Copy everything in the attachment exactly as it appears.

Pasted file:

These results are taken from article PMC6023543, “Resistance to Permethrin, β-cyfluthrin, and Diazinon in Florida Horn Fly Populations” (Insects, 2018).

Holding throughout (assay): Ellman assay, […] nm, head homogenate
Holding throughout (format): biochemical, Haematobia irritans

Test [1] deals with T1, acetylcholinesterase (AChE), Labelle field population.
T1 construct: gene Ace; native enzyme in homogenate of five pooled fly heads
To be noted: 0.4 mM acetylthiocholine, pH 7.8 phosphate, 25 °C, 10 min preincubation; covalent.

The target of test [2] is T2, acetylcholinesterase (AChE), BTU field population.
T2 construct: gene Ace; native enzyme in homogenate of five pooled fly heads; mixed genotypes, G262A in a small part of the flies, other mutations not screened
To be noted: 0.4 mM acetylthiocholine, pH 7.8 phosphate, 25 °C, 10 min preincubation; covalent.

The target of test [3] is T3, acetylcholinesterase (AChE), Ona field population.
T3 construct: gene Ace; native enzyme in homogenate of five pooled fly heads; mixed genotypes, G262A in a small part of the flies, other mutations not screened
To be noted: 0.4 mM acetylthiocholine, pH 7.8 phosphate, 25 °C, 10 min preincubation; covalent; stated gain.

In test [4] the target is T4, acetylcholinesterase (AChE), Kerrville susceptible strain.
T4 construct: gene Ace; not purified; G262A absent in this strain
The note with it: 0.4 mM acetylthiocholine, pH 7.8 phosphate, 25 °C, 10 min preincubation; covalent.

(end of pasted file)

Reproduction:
These results are taken from article PMC6023543, “Resistance to Permethrin, β-cyfluthrin, and Diazinon in Florida Horn Fly Populations” (Insects, 2018).

Holding throughout (assay): Ellman assay, […] nm, head homogenate
Holding throughout (format): biochemical, Haematobia irritans

Test [1] deals with T1, acetylcholinesterase (AChE), Labelle field population.
T1 construct: gene Ace; native enzyme in homogenate of five pooled fly heads
To be noted: 0.4 mM acetylthiocholine, pH 7.8 phosphate, 25 °C, 10 min preincubation; covalent.

The target of test [2] is T2, acetylcholinesterase (AChE), BTU field population.
T2 construct: gene Ace; native enzyme in homogenate of five pooled fly heads; mixed genotypes, G262A in a small part of the flies, other mutations not screened
To be noted: 0.4 mM acetylthiocholine, pH 7.8 phosphate, 25 °C, 10 min preincubation; covalent.

The target of test [3] is T3, acetylcholinesterase (AChE), Ona field population.
T3 construct: gene Ace; native enzyme in homogenate of five pooled fly heads; mixed genotypes, G262A in a small part of the flies, other mutations not screened
To be noted: 0.4 mM acetylthiocholine, pH 7.8 phosphate, 25 °C, 10 min preincubation; covalent; stated gain.

In test [4] the target is T4, acetylcholinesterase (AChE), Kerrville susceptible strain.
T4 construct: gene Ace; not purified; G262A absent in this strain
The note with it: 0.4 mM acetylthiocholine, pH 7.8 phosphate, 25 °C, 10 min preincubation; covalent.